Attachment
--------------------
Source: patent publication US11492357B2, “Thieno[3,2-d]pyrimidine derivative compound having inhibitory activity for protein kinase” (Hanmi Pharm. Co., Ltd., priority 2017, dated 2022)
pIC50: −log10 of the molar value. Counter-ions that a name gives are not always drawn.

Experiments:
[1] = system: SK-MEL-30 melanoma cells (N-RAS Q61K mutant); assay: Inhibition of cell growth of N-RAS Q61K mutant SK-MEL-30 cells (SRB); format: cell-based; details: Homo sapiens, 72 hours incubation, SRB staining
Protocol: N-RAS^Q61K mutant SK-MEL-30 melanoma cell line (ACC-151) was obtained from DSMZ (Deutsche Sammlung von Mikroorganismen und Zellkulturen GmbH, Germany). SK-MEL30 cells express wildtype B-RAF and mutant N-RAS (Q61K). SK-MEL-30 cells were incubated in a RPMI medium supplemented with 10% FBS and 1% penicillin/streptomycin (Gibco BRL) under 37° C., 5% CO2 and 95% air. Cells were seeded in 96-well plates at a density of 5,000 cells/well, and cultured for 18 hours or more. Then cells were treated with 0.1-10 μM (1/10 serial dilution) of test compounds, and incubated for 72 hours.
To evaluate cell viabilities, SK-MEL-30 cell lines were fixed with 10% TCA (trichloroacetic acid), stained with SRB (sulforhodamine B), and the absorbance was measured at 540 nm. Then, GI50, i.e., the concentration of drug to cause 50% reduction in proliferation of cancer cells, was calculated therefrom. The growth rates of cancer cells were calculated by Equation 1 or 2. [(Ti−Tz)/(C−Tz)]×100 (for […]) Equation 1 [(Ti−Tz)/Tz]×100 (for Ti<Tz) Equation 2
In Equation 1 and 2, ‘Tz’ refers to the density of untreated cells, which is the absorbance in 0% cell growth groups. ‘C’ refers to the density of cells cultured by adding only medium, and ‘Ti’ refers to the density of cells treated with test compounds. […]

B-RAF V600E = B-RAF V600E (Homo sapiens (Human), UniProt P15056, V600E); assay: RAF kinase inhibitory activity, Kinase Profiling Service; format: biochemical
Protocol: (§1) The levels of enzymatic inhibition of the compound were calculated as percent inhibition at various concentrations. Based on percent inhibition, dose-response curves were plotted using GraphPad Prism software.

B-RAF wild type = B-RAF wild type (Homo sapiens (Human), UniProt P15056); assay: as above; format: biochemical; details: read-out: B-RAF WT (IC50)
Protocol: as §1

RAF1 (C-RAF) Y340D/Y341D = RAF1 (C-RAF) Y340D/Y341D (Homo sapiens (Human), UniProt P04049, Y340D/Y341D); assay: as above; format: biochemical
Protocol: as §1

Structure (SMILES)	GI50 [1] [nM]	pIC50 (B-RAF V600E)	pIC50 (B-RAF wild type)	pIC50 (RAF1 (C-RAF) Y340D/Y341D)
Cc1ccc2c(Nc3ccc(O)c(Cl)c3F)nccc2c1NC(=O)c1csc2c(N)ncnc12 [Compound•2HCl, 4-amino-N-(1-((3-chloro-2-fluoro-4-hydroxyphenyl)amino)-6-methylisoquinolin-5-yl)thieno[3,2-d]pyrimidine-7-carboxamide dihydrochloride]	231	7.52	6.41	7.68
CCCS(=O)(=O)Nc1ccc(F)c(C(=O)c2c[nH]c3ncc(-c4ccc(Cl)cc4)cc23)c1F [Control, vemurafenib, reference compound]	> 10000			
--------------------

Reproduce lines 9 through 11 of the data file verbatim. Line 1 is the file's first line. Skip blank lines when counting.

Protocol: (§1) The levels of enzymatic inhibition of the compound were calculated as percent inhibition at various concentrations. Based on percent inhibition, dose-response curves were plotted using GraphPad Prism software.

B-RAF wild type = B-RAF wild type (Homo sapiens (Human), UniProt P15056); assay: as above; format: biochemical; details: read-out: B-RAF WT (IC50)
Protocol: as §1